Tim Keller’s praise for D. A. Carson’s new book on culture demonstrates the importance of the term in question:
“There is no more crucial issue facing us today than the relationship of the church and the gospel to contemporary culture.”
Defining culture is like defining love. It’s an abstract term that can potentially cover so many aspects of life that it nearly loses its meaning by referring to everything. Carson confirms that on page one with a “fairly plastic” definition that could be paraphrased as the likes and dislikes of any group.
Many conservative evangelicals agree with Carson’s plasticity. A few weeks back I had the privilege of eating lunch with a president of a conservative evangelical seminary, and he agreed that culture should be defined by default as a neutral term for an ethnic group’s basic actions.
But then another group of observers would prefer to define culture something like, an ethnic group’s highest ideals; a collective expression of transcendent beauty. These glasses would be worn by writers such as Roger Kimball, Roger Scruton, and Kevin Bauder. Recently, David de Bruyn has written a helpful book for pastors arguing implicitly for this definition of culture.
The difference between the two definitions is that one categorizes and the other cuts. One is sterile and the other is loaded. The first is like a neutral zone in the culture wars, “No weapons here.” The second takes a definite stand by claiming that a group’s basic actions and beliefs are either moving us nearer to orthopathy, inhibiting us from reaching orthopathy, or even prohibiting any concourse with the category of orthopathy.
If culture is whatever a group likes then it is not necessarily always positive or negative. Cultural expressions could in theory be neutral. The post-modern mood then steps in swaying us to think that any given aesthetic choice is actually positive simply because it is not immediately clear that it is negative. Based on and at the same time supporting this conclusion, evangelicals may now cling to a kind of Sola Scriptura that practically has little authority over cultural forms.
The first definition has the inherent problem of allowing for a denuded principle of the authority of Scripture whereby cultural forms such as music, art, and architecture are given nearly free passes. I say “free” because, from this perspective, any artistic expression can at least be a statement about man’s depravity and thus become a worthy cultural demonstration.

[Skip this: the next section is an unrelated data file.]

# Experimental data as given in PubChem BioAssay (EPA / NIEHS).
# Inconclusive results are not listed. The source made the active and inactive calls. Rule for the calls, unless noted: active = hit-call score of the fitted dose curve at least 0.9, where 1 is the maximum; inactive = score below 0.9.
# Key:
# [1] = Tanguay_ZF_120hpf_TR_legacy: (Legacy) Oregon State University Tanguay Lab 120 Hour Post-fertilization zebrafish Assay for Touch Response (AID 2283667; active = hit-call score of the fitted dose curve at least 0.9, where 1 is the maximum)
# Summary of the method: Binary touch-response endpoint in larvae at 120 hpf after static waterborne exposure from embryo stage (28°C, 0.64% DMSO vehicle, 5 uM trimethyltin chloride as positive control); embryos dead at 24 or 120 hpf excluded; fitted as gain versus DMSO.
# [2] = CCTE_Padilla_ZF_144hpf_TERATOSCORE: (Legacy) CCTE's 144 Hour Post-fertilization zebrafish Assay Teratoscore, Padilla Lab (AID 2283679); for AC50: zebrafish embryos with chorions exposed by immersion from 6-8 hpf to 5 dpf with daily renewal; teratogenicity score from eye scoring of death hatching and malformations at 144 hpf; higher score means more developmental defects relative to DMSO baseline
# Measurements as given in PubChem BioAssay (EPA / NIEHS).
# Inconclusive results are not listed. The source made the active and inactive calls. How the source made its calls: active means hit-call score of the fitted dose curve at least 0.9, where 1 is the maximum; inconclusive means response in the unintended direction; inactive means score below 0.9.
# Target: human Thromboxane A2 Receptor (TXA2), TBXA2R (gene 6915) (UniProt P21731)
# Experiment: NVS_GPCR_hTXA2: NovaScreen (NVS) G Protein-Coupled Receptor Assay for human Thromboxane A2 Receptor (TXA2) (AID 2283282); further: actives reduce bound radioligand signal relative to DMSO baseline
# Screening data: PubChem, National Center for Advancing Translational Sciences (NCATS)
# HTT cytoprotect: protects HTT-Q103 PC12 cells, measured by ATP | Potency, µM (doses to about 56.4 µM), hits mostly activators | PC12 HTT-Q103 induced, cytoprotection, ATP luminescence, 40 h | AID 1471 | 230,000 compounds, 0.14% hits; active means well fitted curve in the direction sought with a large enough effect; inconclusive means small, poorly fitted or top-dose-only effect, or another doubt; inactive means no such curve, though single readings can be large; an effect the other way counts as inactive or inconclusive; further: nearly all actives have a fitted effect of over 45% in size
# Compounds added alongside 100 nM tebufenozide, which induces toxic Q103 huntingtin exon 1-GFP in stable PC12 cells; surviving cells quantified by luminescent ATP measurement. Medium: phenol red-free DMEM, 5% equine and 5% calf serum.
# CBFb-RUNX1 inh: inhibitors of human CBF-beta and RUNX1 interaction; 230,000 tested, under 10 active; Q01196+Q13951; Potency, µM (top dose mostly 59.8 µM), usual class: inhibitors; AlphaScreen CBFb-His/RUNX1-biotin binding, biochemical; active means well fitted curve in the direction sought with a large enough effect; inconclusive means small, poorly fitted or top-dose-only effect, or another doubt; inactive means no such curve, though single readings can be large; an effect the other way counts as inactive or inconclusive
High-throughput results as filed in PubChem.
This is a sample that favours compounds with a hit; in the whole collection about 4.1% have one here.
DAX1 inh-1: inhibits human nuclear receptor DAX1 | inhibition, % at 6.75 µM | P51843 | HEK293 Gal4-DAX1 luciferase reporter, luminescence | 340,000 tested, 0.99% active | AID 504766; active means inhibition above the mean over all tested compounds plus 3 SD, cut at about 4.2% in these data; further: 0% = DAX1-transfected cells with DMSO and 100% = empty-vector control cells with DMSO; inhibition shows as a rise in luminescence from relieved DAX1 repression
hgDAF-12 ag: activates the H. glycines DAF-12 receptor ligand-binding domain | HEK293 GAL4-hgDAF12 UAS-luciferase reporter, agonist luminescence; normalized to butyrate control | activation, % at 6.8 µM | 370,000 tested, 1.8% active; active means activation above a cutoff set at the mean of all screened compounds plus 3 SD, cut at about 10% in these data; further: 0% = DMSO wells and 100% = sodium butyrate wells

But the second definition raises problems too since it leaves us with no word to describe the daily practices of any given group. Does the song “Happy Birthday” really communicate transcendent beauty? We need terms to talk about the day-to-day activities of life, and “culture” seems like a pretty good word. Ken Myers used high, low, and folk culture as three categories in his excellent book, All God’s Children and Blue Suede Shoes. Those categories allow us to still keep the edge on the blade of “culture” so that it may cut into musical style, etc. What may not be allowed is a definition of culture that removes an objective basis for critiquing cultural forms.
If culture is a positive term—an expression of transcendent beauty—then it is also rooted in the character of God which means our artistic demonstrations (as expressions of our highest ideals) should be evaluated in terms of the relationship to the divine attributes.
So, I agree with Keller that the relationship of the church to culture is one of vital importance. Vital because our culture is the most visible illustration of our conception of God.
An excellent commentary but I have to admit that I was lost with some of the terminology. I looked up orthopathy and it gave me a better understanding of your article. The “student” surpassed this “teacher” long ago!